Terrorists, criminal aliens marry Americans
Weddings most common path to U.S. citizenship, residency for foreign nationals
Posted: December 02, 2008
11:25 pm Eastern
By Chelsea Schilling
© 2010 WorldNetDaily
A new report reveals previously deported criminals and terrorists who want to enter or remain in the U.S. sometimes do
so by finding an American to marry.
The Center for Immigration Studies reported the most common path to U.S. citizenship or residency for foreign nationals is by marrying an American. More than
2.3 million people entered the U.S. between 1998 and 2007 this way.
According to the report by former consular officer David Seminara, foreigners who wed U.S. citizens receive "immediate"
preference status for immigrant visas. A full 27 percent
of all green cards issued in 2007 were to spouses of
Americans – nearly twice as many as those issued for employment-related purposes.
"Most relationships between Americans and foreign nationals are legitimate," Seminara writes, "but because of the prevalence
of sham marriages, legitimate international couples can face longer wait times due to the huge number of bogus marriage petitions
that bog down an already slow and cumbersome visa bureaucracy."
The problem is evident when one takes into consideration frequent arrests for marriage fraud schemes and the thousands
of websites that arrange scam marriages, he said.
He listed the following common types of marriage fraud:
- Mail order bride arrangements
- Phony "arranged" marriages in cultures where arranged marriage is still common.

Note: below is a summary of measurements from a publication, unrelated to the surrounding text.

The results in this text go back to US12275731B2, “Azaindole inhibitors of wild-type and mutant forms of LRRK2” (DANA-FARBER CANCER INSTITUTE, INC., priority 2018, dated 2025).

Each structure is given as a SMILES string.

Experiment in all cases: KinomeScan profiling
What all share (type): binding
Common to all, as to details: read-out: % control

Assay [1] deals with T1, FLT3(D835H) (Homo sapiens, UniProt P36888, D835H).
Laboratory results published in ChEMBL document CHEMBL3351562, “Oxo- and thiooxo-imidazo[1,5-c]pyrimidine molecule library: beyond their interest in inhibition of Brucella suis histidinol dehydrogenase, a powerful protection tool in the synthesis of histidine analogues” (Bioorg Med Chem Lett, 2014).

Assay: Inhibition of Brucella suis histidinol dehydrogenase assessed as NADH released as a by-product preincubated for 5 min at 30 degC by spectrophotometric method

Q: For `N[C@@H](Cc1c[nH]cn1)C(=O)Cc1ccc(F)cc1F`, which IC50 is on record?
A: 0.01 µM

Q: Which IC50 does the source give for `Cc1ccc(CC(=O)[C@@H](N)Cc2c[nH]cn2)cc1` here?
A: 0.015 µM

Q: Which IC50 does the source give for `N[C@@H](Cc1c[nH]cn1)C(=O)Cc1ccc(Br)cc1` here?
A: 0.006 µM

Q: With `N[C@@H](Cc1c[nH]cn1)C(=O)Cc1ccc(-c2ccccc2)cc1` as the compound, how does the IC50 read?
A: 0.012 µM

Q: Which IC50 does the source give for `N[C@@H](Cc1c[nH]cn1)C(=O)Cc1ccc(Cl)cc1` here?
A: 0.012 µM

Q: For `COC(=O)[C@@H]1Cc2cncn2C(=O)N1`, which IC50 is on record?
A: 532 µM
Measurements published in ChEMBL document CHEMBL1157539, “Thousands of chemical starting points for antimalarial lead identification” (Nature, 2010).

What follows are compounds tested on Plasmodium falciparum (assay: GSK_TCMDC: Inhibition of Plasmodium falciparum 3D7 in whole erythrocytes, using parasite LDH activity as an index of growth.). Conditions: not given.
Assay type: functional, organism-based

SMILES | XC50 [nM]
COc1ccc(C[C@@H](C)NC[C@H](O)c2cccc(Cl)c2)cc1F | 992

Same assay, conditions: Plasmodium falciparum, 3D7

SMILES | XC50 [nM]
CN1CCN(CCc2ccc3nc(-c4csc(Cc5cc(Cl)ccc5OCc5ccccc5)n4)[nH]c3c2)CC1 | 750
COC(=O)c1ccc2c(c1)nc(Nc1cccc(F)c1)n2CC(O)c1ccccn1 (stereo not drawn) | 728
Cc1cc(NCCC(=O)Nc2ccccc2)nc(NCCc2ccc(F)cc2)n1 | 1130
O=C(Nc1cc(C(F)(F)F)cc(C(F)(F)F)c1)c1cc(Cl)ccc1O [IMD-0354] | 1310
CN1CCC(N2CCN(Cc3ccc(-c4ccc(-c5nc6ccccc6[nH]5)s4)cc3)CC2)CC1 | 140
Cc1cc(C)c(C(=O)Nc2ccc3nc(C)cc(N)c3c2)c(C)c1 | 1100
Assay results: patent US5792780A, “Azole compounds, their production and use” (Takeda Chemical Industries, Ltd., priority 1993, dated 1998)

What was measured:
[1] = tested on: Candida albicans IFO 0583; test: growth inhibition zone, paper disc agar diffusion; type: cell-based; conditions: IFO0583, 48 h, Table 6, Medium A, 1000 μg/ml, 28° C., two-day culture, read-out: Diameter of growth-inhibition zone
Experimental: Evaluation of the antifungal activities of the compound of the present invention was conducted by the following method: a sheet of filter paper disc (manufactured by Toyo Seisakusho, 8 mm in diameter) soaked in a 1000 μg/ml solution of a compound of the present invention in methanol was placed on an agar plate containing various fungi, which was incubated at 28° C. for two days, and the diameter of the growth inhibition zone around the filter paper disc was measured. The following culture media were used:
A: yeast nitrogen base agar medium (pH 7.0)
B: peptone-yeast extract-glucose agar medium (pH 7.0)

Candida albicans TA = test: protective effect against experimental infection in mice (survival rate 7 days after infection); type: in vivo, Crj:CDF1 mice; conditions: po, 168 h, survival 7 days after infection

- Cash-for-vows weddings, where Americans are paid to wed.
- Friends-and-family plans, where someone pitches in to help get someone else's spouse to the United States.
- "I do, I don't, I do" marriages where foreign nationals divorce their spouses in their home countries, marry Americans,
and get green cards two years later; then divorce the Americans, remarry their original spouses, and petition to bring them
to the United States.
- Pop-up marriages for visa lottery winners. Green card
winners can bring their spouses to the United States, so many suddenly find financial incentive to marry shortly after winning
- Exploitative relationships where Americans petition for persons they intend to traffic or exploit in some way.
- Heartbreakers, where foreigners dupe Americans into believing their intentions are true, when they actually just want
a green card.
While visa applicants are required to submit to FBI criminal background
checks, Seminara said FBI investigations rarely turn up crimes committed overseas.
"Also, if an applicant has a criminal history, but hasn't been convicted of a crime of moral turpitude," he wrote, "he
or she is still eligible to immigrate to the United States. This means that consular officers can't screen out obvious gang
members, petty criminals, or thugs with numerous arrests, but no convictions."
According to Seminara, United States Citizenship and Immigration Service officials are often "flying blind" when they review
marriage petitions because they only have paperwork such as petitions, marriage and birth certificates, passports, photos
and other documents to determine legitimacy of relationships.